Screen Shot 2015-10-14 at 8.38.32 AMHillary’s struggle to stay away from scandal and try to be relevant funny to watch last night. It’s sad people are falling in line to support her though.

In one of the controversial highlights of the night at Tuesday’s first Democratic Party Presidential debate in Las Vegas, Nevada, 2016 candidate Hillary Clinton claimed that she is an outsider because she is a woman.

“I can’t think of anything more of an outsider than electing the first woman president,” Clinton heralded of her sex. Upon return from a debate break, she made another reference to her gender when she said, “It does take me a little longer,” referencing using the toilet and taking longer to return to the stage than the male candidates.

Moderator Anderson Cooper asked candidates, beginning with Clinton, how they would be different from President Barack Obama.

Trending: REVEALED: Secret Tape of Woman Being Bribed to Accuse Trump of Sexual Harassment

“Well, I think that’s pretty obvious. I think being the first woman president would be quite a change from the presidents we’ve had up until this point, including President Obama,” Clinton said. Earlier in the night, Clinton touted her status as a female, saying that people could tell their daughters that those girls too could be President someday.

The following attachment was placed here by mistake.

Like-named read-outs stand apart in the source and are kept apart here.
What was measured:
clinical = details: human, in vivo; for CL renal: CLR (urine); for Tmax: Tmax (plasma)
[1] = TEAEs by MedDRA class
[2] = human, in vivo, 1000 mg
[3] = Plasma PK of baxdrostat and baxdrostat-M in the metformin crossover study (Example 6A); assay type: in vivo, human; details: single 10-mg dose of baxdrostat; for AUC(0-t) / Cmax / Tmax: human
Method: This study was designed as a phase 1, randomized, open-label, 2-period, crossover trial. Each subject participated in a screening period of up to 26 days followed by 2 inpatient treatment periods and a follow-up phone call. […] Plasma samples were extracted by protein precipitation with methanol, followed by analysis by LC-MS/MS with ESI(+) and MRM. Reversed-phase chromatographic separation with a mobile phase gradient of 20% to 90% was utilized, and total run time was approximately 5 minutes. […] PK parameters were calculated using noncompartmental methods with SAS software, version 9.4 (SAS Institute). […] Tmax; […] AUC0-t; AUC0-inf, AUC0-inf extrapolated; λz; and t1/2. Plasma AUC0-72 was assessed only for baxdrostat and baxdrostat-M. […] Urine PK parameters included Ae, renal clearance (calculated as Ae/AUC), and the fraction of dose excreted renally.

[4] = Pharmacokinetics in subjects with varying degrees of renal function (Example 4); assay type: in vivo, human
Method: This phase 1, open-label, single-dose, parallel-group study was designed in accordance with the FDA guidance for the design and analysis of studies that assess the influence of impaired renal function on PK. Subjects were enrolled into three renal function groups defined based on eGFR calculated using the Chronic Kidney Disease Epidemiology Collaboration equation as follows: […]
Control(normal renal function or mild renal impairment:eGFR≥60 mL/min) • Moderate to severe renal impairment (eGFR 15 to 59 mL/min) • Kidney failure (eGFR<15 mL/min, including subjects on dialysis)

Clinton referenced President Obama, the first black President, suggesting that she would do “a lot” to build on Obama’s efforts. She additionally suggested that she wasn’t running only on her sex, but also her record.

“I have the experience of a lifetime,” Clinton told the crowd.

“I think there is frustration all over this country,” candidate Sen. Bernie Sanders (I-VT) said, drawing on the popular anti-establishment sentiment in America.

Read more: breitbart.com


Join the conversation!

We have no tolerance for comments containing violence, racism, vulgarity, profanity, all caps, or discourteous behavior. Thank you for partnering with us to maintain a courteous and useful public environment where we can engage in reasonable discourse.